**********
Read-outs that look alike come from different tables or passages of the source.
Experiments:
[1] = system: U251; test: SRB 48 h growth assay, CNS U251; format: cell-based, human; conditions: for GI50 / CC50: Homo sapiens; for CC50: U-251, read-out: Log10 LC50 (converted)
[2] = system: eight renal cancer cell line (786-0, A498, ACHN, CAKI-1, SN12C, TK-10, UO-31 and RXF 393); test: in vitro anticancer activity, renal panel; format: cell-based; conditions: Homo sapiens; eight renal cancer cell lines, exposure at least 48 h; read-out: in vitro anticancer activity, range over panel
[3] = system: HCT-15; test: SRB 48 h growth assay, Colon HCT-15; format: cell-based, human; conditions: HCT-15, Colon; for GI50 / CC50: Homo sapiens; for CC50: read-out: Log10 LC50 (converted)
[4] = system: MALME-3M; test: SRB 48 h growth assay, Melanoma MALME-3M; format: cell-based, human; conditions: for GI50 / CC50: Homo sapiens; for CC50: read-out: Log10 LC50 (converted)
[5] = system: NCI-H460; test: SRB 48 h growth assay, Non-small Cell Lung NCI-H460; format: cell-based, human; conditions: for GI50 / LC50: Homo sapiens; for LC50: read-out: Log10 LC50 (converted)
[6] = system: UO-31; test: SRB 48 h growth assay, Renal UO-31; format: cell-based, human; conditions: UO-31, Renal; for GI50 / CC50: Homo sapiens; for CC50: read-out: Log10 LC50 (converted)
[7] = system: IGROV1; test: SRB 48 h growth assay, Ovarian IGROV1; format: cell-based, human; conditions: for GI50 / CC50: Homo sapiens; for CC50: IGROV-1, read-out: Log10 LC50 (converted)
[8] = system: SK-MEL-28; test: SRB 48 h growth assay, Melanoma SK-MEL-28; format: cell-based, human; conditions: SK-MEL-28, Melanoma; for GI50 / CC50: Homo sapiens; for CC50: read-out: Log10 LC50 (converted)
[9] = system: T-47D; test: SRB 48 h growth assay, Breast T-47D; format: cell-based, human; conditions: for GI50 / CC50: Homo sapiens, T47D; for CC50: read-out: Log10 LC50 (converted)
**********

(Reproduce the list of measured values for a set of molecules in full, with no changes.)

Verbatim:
Read-outs that look alike come from different tables or passages of the source.
Experiments:
[1] = system: U251; test: SRB 48 h growth assay, CNS U251; format: cell-based, human; conditions: for GI50 / CC50: Homo sapiens; for CC50: U-251, read-out: Log10 LC50 (converted)
[2] = system: eight renal cancer cell line (786-0, A498, ACHN, CAKI-1, SN12C, TK-10, UO-31 and RXF 393); test: in vitro anticancer activity, renal panel; format: cell-based; conditions: Homo sapiens; eight renal cancer cell lines, exposure at least 48 h; read-out: in vitro anticancer activity, range over panel
[3] = system: HCT-15; test: SRB 48 h growth assay, Colon HCT-15; format: cell-based, human; conditions: HCT-15, Colon; for GI50 / CC50: Homo sapiens; for CC50: read-out: Log10 LC50 (converted)
[4] = system: MALME-3M; test: SRB 48 h growth assay, Melanoma MALME-3M; format: cell-based, human; conditions: for GI50 / CC50: Homo sapiens; for CC50: read-out: Log10 LC50 (converted)
[5] = system: NCI-H460; test: SRB 48 h growth assay, Non-small Cell Lung NCI-H460; format: cell-based, human; conditions: for GI50 / LC50: Homo sapiens; for LC50: read-out: Log10 LC50 (converted)
[6] = system: UO-31; test: SRB 48 h growth assay, Renal UO-31; format: cell-based, human; conditions: UO-31, Renal; for GI50 / CC50: Homo sapiens; for CC50: read-out: Log10 LC50 (converted)
[7] = system: IGROV1; test: SRB 48 h growth assay, Ovarian IGROV1; format: cell-based, human; conditions: for GI50 / CC50: Homo sapiens; for CC50: IGROV-1, read-out: Log10 LC50 (converted)
[8] = system: SK-MEL-28; test: SRB 48 h growth assay, Melanoma SK-MEL-28; format: cell-based, human; conditions: SK-MEL-28, Melanoma; for GI50 / CC50: Homo sapiens; for CC50: read-out: Log10 LC50 (converted)
[9] = system: T-47D; test: SRB 48 h growth assay, Breast T-47D; format: cell-based, human; conditions: for GI50 / CC50: Homo sapiens, T47D; for CC50: read-out: Log10 LC50 (converted)